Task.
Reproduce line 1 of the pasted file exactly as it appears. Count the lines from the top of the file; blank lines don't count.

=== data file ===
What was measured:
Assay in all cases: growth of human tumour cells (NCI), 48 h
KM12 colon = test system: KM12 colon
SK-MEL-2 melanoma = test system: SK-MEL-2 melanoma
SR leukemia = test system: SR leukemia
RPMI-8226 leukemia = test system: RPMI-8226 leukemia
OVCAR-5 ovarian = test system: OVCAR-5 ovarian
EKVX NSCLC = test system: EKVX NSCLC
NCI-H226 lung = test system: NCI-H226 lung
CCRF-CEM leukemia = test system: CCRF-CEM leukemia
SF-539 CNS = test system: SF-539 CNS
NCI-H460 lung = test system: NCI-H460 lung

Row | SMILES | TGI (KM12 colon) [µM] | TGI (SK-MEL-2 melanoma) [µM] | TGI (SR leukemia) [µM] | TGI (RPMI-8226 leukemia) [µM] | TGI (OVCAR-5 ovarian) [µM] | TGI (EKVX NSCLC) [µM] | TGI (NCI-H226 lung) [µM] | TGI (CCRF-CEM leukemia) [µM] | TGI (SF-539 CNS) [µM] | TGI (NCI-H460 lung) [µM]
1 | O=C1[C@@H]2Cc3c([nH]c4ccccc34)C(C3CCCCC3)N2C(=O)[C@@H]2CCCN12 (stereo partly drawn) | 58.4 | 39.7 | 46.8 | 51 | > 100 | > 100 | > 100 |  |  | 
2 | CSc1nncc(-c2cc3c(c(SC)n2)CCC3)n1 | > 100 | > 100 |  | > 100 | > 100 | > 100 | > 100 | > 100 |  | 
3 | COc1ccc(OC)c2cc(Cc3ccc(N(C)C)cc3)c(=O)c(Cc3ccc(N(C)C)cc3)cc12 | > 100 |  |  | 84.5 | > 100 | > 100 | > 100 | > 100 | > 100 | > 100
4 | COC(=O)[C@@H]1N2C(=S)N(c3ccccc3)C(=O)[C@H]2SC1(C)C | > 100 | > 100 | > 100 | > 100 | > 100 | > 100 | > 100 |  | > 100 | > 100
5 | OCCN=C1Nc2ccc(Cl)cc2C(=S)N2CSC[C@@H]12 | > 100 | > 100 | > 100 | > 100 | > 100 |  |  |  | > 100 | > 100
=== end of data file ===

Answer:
What was measured: